It really takes me by surprise, the sheer tone and volume of the debate that has unleashed in Sweden on shaken baby syndrome. The debate basically concerns whether there is such a thing as shaken baby syndrome or not. In a country, where a debate, just as fierce, took place on if putting a child into timeout is a violation of children’s rights, the evidence of the existence of a medical condition due to shaking an infant and thus causing brain damage has been questioned by the Swedish Supreme Court, resulting in several verdicts of acquittal. The American Paediatric Association recommends that we abandon the name shaken baby syndrome and use abusive head trauma instead, to indicate that more than one form of traumatic abuse can cause severe brain damage. Nevertheless, people still use the term shaken baby syndrome and so will I for now. It is indeed, the mechanism behind the brain injuries that has been questioned. Forensic specialists have argued that biomechanical studies have not been able to substantiate the injury mechanism believed to be causing brain damage in shaken baby syndrome. They argue that haemorrhages present differently in simulation experiments or that neck injuries should be observable for shaking fierce enough to cause brain damage. The problem is that this is a technical discussion, although admittedly vital in court cases when decisions about guilt and intent have to be made. But what I mean by that the discussion is technical is that we know that shaking an infant is really dangerous. So it’s not like we can say – oh look, because we can’t prove that this infant’s injuries are without doubt due to abuse through shaking, and only that, we can now tell parents that it is safe to shake their infants. Because it really is not. My colleagues in other countries barely understand the debate. Among paediatricians this syndrome has long been an accepted and known entity. The way the diagnosis is made is by ruling out every other possible medical or traumatic explanation. Abuse is never the first thing that comes to mind. There is really a rather compelling number and size of population-based studies where abuse by shaking or a combination of shaking and impact have been linked to brain haemorrhage and injury along with retinal bleeding. Symptoms include apnoe or reduced consciousness and these infants often have other injuries, such as rib or long bone fractures. But this is beside the point. Luckily, the Swedish Council on Health Technology Assessment has launched a project on abusive head trauma and will try to figure out the state of the science in the field. My point is that Swedish journalists have been so keen on and so biased in this debate. I think the reason is that journalists were quick to identify with the accused parents. I find this quite unprofessional and believe that journalists should become aware of their own anxieties that are raised by such accusations, instead of letting their defence mechanisms lead them to decide that the parents are right and the system is wrongdoing them. In one of the most popular daily radio news programs, a convicted father, still in jail, was given 7 minutes of prime media time to give his account and state his innocence. He said the infant had several fractured ribs, two long bone fractures, one of which was older, as well as brain haemorrhage. He said he had accidentally jumped back and sat on the infant when it was lying on the sofa, while he was playing with the older sibling. The paediatrician defending the existence of shaken baby syndrome was given much less time and no one questioned the raving implausibility of the infant’s multiple injuries (old and new) in relation to the father’s story. Given the current situation, the guy might even get acquitted. Dropped charges against parents apparently make much better headlines than the realities of a disabled child who survived abusive head trauma. The dead children don’t have a voice either. I worry that this debate is going to result not in protecting innocent parents, but in throwing out abused babies with the bathwater. I hope to be proven wrong.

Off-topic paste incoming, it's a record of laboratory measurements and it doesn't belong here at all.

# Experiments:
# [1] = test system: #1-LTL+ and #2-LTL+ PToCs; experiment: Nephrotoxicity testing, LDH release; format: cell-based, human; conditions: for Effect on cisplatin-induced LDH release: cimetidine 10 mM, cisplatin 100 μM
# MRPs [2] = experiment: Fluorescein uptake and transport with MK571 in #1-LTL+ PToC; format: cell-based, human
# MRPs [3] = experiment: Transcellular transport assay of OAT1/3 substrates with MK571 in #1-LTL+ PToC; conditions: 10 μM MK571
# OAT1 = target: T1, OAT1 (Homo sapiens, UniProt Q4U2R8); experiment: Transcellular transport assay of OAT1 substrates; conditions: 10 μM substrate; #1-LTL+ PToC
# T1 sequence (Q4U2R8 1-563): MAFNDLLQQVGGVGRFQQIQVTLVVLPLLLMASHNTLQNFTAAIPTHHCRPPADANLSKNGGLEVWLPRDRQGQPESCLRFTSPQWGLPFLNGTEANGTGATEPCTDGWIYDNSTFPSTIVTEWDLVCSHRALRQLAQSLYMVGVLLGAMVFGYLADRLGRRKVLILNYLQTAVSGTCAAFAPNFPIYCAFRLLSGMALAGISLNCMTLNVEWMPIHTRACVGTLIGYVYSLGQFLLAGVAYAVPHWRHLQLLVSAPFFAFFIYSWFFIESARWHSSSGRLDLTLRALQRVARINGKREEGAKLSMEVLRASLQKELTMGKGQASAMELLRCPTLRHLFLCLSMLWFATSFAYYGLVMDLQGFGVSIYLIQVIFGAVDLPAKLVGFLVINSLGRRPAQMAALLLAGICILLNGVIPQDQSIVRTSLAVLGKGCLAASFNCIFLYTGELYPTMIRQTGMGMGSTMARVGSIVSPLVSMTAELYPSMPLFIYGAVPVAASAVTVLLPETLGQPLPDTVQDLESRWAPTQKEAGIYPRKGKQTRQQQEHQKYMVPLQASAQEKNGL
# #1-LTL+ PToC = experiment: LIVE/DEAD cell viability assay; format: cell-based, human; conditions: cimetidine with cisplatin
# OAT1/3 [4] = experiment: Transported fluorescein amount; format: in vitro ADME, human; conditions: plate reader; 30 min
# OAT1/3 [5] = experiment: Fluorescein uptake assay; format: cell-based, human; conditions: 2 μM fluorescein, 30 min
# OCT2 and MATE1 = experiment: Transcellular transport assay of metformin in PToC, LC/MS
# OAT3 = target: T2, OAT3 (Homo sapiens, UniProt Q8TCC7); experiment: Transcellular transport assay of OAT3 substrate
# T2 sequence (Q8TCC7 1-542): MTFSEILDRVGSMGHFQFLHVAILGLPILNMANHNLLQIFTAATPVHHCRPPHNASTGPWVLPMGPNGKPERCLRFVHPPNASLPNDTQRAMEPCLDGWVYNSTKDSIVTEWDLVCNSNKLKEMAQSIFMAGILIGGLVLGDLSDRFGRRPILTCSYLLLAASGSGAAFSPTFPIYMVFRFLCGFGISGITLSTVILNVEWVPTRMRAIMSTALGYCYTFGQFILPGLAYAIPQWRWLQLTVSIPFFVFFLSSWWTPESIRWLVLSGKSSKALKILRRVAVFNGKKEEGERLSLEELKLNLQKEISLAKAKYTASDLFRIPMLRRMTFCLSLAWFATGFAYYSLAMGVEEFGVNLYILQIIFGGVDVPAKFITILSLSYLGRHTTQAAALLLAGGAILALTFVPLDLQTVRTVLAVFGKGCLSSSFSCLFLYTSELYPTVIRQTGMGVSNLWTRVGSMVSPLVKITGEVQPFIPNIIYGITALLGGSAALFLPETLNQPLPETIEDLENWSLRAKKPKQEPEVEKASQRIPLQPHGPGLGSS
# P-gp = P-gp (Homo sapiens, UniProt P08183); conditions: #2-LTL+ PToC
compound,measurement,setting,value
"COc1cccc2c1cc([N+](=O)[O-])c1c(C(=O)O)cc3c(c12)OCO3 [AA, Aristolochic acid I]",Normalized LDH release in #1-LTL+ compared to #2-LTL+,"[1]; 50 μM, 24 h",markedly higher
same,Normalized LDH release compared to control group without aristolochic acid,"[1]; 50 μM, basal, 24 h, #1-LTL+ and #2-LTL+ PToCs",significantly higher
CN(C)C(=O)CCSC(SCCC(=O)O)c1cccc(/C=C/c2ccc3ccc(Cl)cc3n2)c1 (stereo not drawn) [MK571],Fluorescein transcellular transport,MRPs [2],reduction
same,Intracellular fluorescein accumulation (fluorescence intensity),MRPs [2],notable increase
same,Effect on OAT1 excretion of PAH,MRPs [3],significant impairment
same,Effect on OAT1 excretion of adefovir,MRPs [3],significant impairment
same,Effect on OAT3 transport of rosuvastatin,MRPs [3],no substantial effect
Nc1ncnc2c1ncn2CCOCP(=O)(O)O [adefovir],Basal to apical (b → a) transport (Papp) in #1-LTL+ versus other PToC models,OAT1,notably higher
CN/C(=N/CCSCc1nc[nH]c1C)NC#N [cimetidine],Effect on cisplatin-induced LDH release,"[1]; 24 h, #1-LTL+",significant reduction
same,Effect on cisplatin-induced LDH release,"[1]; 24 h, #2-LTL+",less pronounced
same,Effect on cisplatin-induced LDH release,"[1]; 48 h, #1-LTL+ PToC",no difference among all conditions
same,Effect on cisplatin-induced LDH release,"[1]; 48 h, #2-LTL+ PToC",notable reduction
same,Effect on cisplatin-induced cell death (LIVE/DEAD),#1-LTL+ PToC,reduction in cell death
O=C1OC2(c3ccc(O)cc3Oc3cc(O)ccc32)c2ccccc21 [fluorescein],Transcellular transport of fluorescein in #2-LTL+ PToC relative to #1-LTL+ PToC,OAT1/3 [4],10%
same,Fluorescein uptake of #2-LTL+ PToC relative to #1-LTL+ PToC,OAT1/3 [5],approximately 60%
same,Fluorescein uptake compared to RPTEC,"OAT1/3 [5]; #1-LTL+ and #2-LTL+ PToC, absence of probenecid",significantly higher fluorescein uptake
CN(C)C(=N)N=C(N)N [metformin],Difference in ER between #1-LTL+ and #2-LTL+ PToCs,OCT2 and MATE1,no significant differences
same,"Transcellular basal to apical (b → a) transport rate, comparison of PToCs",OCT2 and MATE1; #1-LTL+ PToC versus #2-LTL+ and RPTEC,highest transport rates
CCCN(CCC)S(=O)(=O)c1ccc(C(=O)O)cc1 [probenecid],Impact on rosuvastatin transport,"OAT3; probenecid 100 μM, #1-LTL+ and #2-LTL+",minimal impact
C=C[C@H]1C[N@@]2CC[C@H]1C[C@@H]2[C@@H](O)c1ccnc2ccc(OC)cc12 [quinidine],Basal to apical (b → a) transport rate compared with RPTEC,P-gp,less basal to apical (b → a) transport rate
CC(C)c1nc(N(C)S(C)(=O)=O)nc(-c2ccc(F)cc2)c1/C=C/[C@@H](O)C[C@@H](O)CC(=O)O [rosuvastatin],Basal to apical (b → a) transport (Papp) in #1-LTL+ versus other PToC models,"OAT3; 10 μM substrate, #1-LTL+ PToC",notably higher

For now, however, things are not looking good. The public debate has gone so far as to question the very existence of AHT as a diagnosis. So much so that the Swedish Paediatric Association felt obliged to prepare a communiqué to support AHT as a diagnosis and assert that Sweden is no exception when it comes to the occurrence of such cases.